... Live traps or lethal traps can be used to capture medium-sized mammals (i.e., canids, raccoons, and woodchucks) (Cleary and Dolbeer 2005). Loud noises, from 4 to 8 kHz or 20-30 kHz for deer (D'Angelo et al. 2007), or lights may be effective at repelling mammals (Craven and Hyngstrom 1994; Cleary and Dolbeer 2005;Blackwell and Seamans 2009). Propane cannons or pyrotechnics may repel mammals temporarily but cannot be used long term because individuals habituate to the explosions (Belant et al. 1996;Cleary and Dolbeer 2005). ...
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Thesis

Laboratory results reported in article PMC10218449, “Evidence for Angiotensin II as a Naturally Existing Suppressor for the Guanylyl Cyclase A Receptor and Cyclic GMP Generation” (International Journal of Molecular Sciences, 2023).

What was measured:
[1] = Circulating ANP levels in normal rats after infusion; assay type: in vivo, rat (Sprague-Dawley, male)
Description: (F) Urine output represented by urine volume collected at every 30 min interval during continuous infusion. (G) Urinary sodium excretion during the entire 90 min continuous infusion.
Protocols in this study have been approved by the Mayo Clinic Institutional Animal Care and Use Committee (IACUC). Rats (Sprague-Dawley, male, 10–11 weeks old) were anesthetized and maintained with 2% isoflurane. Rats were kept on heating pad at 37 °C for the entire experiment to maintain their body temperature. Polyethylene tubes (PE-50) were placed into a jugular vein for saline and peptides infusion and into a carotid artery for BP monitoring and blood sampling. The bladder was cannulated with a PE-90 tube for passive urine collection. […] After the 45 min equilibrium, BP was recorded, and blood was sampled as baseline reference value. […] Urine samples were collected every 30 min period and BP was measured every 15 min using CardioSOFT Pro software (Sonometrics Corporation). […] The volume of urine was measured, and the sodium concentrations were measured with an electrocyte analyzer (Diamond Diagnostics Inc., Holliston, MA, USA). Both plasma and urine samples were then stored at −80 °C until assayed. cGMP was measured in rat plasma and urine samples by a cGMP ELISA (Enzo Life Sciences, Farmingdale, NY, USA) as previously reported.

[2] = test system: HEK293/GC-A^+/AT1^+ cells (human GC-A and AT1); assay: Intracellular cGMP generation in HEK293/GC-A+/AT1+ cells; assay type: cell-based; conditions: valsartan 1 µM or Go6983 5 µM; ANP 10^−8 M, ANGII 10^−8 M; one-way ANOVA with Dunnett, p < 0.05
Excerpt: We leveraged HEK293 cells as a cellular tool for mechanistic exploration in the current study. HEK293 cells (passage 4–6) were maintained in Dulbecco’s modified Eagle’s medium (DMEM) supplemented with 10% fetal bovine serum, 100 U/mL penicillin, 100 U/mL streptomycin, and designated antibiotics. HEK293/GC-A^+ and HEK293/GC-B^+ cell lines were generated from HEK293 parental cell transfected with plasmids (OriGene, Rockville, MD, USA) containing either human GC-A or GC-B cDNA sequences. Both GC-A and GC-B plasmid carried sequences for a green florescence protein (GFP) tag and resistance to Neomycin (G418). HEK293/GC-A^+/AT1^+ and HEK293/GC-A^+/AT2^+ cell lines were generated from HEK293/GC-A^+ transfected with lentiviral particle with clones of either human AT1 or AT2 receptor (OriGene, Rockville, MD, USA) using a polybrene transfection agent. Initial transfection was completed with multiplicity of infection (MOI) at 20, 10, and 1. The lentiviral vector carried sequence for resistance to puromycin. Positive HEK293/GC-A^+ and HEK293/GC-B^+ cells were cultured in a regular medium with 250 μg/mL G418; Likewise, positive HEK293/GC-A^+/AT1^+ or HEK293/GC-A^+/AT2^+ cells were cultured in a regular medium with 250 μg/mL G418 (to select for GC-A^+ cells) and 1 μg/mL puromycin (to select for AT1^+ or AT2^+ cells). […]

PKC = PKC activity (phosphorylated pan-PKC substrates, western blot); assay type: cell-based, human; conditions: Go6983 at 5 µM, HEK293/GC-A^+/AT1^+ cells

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To assess the accuracy of threshold estimates determined using the auditory brain stem responses (ABRs) to brief tones presented in notched noise in a group of infants and young children with normal hearing or sensorineural hearing loss (SNHL). The thresholds for ABRs to brief duration 500, 2000, and 4000 Hz tones presented in notched-noise masking were evaluated in infants and young children with normal hearing (N = 34) or SNHL (N = 54). Tone-evoked ABR thresholds were compared with behavioral thresholds obtained at follow-up audiologic assessments, for a total of 220 comparisons. ABR thresholds for the infants with bilateral normal hearing were 23.6, 12.9, and 12.6 dB nHL for 500, 2000 and 4000 Hz, respectively. Most (92 to 100%) infants with normal hearing showed ABRs to 30 dB nHL tones. Across all subjects (i.e., those with normal hearing and those with impaired hearing), high ( > or = 0.94) correlations were found between the ABR and behavioral thresholds. The mean differences between ABR (dB nHL) and behavioral (dB HL) thresholds across all subjects were 8.6, -0.4, and -4.3 dB for 500, 2000, and 4000 Hz, respectively. Overall, 98% of the ABR thresholds were within 30 dB of the behavioral thresholds, 93% were within 20 dB, and 80% were within 15 dB. These threshold results for the ABR to brief tones in notched noise obtained for infants and young children are similar to those obtained in similar studies of adults. The technique may be used clinically with reasonable accuracy to estimate pure-tone behavioral thresholds in infants and young children who are referred for diagnostic threshold ABR testing.